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McMafia: Crime Without Frontiers

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3.88  ·  Rating details ·  2,413 Ratings  ·  231 Reviews
In this powerful and groundbreaking book, Misha Glenny takes us on a journey through the new world of international organized crime.... photo illustrated...
Paperback, 320 pages
Published April 3rd 2008 by Non Basic Stock Line (first published January 1st 2008)
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Edward
May 16, 2008 rated it it was amazing  ·  review of another edition
Things I learned from reading this book:
Illegal trade accounts for 20% of global GDP.
If you want a hit done right and cheaply, hire the Serbs.
The fall of communism is the single most important event accounting for the rise of global criminal syndicates.
There are a lot of brothels in Tel Aviv.
Bollywood and the Indian mafia go hand in hand.
Park and wash your money in Dubai.
Nigerian email scams are the real deal (they actually do originate in Nigeria).
A lot of pot comes from Vancouver BC.
People who
...more
Whitaker
Aug 31, 2011 rated it really liked it  ·  review of another edition
Misha Glenny is a journalist. That tells you what you need to know about the approach that he takes to the topic of globalised organised crime in this book. It's large reportorial, with minimal analysis and no overriding thesis. Whether this is good or bad depends on your point of view. The advantage of this approach is that it delivers a punchy narrative; the disadvantage is that the subject remains an unwieldy morass. (♪ (view spoiler) ...more
Tim Pendry
I was initially wary of this account of contemporary organised crime. Misha Glenny's 'Fall of Yugoslavia' had frustrated me as good narrative but weak analysis. I need not have been so concerned.

Yes, Glenny still does not quite 'get' that he is being fed a line sometimes by people who have an interest in extending their own power. And, yes, he still trots out liberal-imperial cliches in the short epilogue. However, the vast bulk of the book rises above the ‘given’ ideology.

It provides an excel
...more
Matthew
Dec 17, 2008 rated it it was amazing  ·  review of another edition
Shelves: essaysjournalism
I'm generally sceptical of books that purport to change one's view of the world, but when one of them does come along, its a welcome surprise. McMafia ranks one of the two best books I've read so far this year -- the other being Alan Weisman's The World Without Us -- in the very personal terms of having expanded my understanding of how the world works and the consequences of actions and events.

Glenny was the Guardian's and BBC's Central Europe correspondent. Realising how intertwined their ecno
...more
Ericka
Sep 18, 2008 rated it it was amazing  ·  review of another edition
In my International Studies senior seminar we had to pick a book that dealt with globalization/globalism and present a project on it. Naturally, most people thought to pick the obvious such as The World is Flat. After a quick Amazon search this book popped up and I figured it had to be good because Glenny has always done an excellent job of writing about the Balkans (my love). He did not let me down!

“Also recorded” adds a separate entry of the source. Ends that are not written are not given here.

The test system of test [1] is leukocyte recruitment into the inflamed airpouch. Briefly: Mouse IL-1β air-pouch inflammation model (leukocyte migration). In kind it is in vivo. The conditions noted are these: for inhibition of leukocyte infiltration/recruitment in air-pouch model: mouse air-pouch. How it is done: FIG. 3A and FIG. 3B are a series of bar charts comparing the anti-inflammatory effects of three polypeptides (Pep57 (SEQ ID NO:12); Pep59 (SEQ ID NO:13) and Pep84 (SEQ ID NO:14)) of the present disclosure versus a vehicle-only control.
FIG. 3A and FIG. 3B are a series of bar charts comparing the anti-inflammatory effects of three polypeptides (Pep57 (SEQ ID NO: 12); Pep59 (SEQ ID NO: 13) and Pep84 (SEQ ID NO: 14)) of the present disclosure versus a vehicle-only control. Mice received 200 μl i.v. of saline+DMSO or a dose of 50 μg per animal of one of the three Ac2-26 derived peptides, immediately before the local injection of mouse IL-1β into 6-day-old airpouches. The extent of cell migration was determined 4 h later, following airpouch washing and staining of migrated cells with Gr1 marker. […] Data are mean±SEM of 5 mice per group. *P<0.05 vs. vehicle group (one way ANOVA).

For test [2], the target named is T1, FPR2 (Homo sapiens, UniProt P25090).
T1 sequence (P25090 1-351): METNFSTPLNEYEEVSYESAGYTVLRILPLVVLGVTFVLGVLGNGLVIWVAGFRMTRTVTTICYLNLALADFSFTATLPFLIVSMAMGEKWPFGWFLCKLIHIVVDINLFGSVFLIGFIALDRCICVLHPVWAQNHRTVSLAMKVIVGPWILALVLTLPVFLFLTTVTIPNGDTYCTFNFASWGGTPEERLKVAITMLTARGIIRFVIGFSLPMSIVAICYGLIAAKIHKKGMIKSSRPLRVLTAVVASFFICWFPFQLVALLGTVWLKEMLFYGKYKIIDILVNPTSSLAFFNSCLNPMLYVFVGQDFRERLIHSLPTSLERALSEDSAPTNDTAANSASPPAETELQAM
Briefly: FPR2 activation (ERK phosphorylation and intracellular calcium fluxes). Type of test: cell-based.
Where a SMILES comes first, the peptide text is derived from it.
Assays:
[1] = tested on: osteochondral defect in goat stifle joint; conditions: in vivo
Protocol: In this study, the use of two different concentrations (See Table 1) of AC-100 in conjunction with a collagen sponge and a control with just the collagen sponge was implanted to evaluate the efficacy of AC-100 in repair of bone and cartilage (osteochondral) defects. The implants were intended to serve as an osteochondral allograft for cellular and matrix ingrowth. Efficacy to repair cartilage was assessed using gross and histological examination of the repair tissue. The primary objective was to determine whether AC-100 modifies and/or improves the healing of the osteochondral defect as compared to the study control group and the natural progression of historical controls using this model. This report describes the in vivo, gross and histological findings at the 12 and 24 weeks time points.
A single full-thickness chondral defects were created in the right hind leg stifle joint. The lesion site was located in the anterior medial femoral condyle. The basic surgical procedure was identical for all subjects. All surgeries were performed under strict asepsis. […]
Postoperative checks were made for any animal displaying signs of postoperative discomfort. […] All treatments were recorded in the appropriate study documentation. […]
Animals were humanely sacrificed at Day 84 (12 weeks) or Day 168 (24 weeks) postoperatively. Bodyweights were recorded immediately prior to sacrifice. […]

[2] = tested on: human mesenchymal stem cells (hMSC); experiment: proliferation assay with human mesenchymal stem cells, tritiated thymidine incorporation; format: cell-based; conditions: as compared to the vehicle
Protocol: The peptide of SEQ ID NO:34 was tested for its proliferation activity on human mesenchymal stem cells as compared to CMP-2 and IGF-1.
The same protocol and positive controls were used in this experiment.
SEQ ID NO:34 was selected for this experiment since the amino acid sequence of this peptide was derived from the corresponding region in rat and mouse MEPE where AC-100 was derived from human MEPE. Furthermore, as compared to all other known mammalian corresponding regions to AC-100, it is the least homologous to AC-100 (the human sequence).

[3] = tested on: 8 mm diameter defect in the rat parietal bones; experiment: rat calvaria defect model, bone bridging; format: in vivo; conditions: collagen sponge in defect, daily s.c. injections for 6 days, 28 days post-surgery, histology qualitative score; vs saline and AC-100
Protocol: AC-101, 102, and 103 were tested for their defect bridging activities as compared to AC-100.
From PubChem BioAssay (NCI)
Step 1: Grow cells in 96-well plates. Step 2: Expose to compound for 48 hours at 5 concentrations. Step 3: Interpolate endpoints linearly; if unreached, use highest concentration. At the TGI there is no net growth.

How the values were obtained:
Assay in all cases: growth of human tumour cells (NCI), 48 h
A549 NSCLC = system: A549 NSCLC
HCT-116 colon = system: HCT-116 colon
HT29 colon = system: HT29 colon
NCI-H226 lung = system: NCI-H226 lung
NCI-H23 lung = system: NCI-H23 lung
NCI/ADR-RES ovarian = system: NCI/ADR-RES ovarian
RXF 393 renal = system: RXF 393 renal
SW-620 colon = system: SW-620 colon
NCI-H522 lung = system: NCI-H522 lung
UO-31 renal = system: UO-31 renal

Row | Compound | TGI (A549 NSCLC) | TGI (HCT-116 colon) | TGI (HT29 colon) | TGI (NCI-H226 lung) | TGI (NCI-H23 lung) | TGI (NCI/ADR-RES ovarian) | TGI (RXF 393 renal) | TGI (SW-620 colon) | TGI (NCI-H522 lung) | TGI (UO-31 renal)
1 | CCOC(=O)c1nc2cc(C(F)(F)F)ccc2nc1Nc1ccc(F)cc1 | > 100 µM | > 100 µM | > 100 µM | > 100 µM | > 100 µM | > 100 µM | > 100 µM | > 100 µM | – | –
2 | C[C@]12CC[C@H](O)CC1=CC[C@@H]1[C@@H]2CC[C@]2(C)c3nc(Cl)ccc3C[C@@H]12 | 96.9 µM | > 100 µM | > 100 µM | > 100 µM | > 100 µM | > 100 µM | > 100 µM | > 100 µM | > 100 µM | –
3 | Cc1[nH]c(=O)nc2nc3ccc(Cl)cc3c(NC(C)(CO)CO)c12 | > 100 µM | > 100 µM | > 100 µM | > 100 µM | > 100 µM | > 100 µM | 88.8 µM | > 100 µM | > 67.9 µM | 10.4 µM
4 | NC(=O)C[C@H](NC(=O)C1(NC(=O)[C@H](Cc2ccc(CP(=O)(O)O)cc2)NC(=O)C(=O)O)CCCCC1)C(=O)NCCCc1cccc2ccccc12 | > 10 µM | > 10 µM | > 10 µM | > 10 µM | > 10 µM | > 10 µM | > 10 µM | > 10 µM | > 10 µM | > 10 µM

McMafia reviews different aspects of organized crime and how it is spreading. He begins with the
...more
Kotinka
Aug 14, 2011 rated it it was ok  ·  review of another edition
McMafia is certainly an apt title for this book; written in an easy-to-consume style, this book munches it's way through global organised crime networks at such a high pace you'll be suffering from indigestion before you've reached the fiftieth page.

Glenny does succeed, as I had hoped before opening the book, in illuminating some of the fascinating, charasmatic and plain scary people behind the world's extraordinary shadow economy. And yet, frustratingly, the book never quite manages to settle
...more
Will James
A very accessible, yet at times needlessly journalistic, look at organised crime since the dawn of globalisation in the 1980s and 1990s. From an IR perspective, it really drives home how important the role this 'shadow economy' plays in global finance and economics, and the pernicious and overwhelming influence organised crime plays in the international economy. Glenny does a great job of reminding the reader that organised crime is not simply a criminal justice issue, but a phenomenon that shou ...more
Jamie
Jul 16, 2008 rated it liked it  ·  review of another edition
Shelves: just-for-fun, adult
This book grabbed me from the beginning due to my obsession with all things Eastern European. I learned of a "country" that doesn't really exist (Transnistria, a breakaway of Moldova) Lots about how criminals that you think don't like each other actually use those "hatreds" as excuses to work together (Serbs and Croats and Bosnians, anyone?)

Also, how war on drugs actually keeps organized crime flowing. If it were legal, nearly 60% of organized crime's income would be taken away. Yet another reas
...more
Brian
May 21, 2008 rated it it was ok  ·  review of another edition
Kind of depressing look at the rise of the organized crime across the planet. Turns out "free trade" and "globalization" were the best things to happen to the world's mafias since the fall of Communism.